But Conley is seemingly willing to be the guy that Fizdale needs, the leader who takes over games and has his hands on the direction of the franchise. He is, or at least should be in the eyes of the organization, more valuable both as a player and leader than Gasol.
That’s just the way it is. And that is OK.
We’ve heard stories of Marc helping teammates, and he took less money in his last contract - these are examples of leadership. He wants to focus on the on-court product and being the best player he can be for the team, which of course is a form of leadership in and of itself. There’s real value in that.
But a time may well come where decisions need to be made. And like many veteran players before him, Marc may move on from a team he helped build in order to help prepare the franchise for its future. And if that happens, it will be OK.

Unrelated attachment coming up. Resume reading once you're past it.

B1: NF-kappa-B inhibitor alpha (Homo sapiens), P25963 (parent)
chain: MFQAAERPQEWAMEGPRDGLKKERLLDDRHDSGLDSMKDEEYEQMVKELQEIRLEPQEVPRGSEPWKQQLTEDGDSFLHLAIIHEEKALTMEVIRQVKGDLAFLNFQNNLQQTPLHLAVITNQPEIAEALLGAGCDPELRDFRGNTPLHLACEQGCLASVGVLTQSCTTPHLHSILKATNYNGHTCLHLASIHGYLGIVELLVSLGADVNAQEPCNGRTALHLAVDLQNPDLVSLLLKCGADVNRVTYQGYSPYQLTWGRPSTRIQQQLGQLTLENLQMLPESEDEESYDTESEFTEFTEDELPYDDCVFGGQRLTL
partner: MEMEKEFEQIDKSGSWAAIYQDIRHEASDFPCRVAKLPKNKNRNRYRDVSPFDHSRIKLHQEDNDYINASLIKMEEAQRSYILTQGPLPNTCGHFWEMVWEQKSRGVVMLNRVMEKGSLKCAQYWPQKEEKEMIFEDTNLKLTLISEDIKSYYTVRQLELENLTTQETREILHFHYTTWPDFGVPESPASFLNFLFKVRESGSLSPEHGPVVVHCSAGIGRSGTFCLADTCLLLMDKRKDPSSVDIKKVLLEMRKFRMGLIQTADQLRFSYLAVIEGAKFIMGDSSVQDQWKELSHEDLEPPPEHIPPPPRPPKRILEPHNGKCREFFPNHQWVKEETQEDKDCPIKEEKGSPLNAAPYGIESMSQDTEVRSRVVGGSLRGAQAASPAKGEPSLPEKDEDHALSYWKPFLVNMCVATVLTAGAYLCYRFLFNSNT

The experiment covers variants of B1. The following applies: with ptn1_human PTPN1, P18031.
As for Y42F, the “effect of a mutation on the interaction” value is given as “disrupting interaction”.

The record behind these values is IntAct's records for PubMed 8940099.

For now, we must stop dreaming Marc Gasol dreams. The hopes of an NBA Finals run led by a dominant Wendigo performance were always unlikely. The Gasol who didn’t take a shot in the fourth quarter of the deciding Game Six against the Spurs last season was always more the truth. Marc remains one of the best players in the NBA, but he will never be “the man”. He never wanted it.
It’s time to let go.
It’s time instead to enjoy the ball bouncing off of his head after fouls, and the butt slaps, and the beautiful basketball he plays while we still can. Whether it’s by trade or at the hands of Father Time, a day will come where Marc isn’t a Grizzly anymore. Longing for someone who will never arrive takes away from what we really have - the greatest Grizzlies player to this point in the organization’s history. Why tarnish a legacy with daydreams of someone who never existed?
Dreams end. But that doesn’t make the reality not worth celebrating. With clear eyes and a better appreciation for what Marc is, rather than what he “should” be, Gasol’s last year(s) in Memphis will be that much sweeter.
It’s time to better appreciate what is, instead of longing for what you dream might be.